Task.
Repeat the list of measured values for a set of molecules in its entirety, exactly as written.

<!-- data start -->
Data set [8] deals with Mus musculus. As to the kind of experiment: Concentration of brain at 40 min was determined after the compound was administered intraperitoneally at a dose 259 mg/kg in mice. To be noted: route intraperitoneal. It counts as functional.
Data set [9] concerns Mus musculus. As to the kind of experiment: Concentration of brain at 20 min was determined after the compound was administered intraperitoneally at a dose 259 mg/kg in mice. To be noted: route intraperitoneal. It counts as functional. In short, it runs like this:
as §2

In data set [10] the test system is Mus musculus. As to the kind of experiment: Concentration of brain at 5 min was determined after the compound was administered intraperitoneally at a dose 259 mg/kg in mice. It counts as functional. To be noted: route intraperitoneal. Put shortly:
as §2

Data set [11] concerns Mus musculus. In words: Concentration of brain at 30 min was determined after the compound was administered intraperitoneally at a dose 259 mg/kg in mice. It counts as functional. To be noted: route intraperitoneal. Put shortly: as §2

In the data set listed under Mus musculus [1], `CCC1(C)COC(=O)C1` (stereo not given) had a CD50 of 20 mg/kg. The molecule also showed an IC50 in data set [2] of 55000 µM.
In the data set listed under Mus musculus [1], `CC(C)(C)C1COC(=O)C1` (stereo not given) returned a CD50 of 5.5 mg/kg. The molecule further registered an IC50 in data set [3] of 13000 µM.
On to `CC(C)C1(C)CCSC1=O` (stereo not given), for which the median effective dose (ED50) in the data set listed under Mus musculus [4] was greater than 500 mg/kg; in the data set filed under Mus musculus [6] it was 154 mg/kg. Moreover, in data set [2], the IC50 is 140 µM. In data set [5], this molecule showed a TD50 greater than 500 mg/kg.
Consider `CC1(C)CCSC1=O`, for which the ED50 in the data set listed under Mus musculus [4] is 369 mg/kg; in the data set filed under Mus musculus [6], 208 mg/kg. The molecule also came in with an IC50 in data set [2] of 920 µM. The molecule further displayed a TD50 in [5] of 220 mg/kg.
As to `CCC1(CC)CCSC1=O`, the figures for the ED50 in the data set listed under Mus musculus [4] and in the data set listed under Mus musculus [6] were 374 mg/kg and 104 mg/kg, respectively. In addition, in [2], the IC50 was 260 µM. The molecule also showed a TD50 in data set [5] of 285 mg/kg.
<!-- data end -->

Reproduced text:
Data set [8] deals with Mus musculus. As to the kind of experiment: Concentration of brain at 40 min was determined after the compound was administered intraperitoneally at a dose 259 mg/kg in mice. To be noted: route intraperitoneal. It counts as functional.
Data set [9] concerns Mus musculus. As to the kind of experiment: Concentration of brain at 20 min was determined after the compound was administered intraperitoneally at a dose 259 mg/kg in mice. To be noted: route intraperitoneal. It counts as functional. In short, it runs like this:
as §2

In data set [10] the test system is Mus musculus. As to the kind of experiment: Concentration of brain at 5 min was determined after the compound was administered intraperitoneally at a dose 259 mg/kg in mice. It counts as functional. To be noted: route intraperitoneal. Put shortly:
as §2

Data set [11] concerns Mus musculus. In words: Concentration of brain at 30 min was determined after the compound was administered intraperitoneally at a dose 259 mg/kg in mice. It counts as functional. To be noted: route intraperitoneal. Put shortly: as §2

In the data set listed under Mus musculus [1], `CCC1(C)COC(=O)C1` (stereo not given) had a CD50 of 20 mg/kg. The molecule also showed an IC50 in data set [2] of 55000 µM.
In the data set listed under Mus musculus [1], `CC(C)(C)C1COC(=O)C1` (stereo not given) returned a CD50 of 5.5 mg/kg. The molecule further registered an IC50 in data set [3] of 13000 µM.
On to `CC(C)C1(C)CCSC1=O` (stereo not given), for which the median effective dose (ED50) in the data set listed under Mus musculus [4] was greater than 500 mg/kg; in the data set filed under Mus musculus [6] it was 154 mg/kg. Moreover, in data set [2], the IC50 is 140 µM. In data set [5], this molecule showed a TD50 greater than 500 mg/kg.
Consider `CC1(C)CCSC1=O`, for which the ED50 in the data set listed under Mus musculus [4] is 369 mg/kg; in the data set filed under Mus musculus [6], 208 mg/kg. The molecule also came in with an IC50 in data set [2] of 920 µM. The molecule further displayed a TD50 in [5] of 220 mg/kg.
As to `CCC1(CC)CCSC1=O`, the figures for the ED50 in the data set listed under Mus musculus [4] and in the data set listed under Mus musculus [6] were 374 mg/kg and 104 mg/kg, respectively. In addition, in [2], the IC50 was 260 µM. The molecule also showed a TD50 in data set [5] of 285 mg/kg.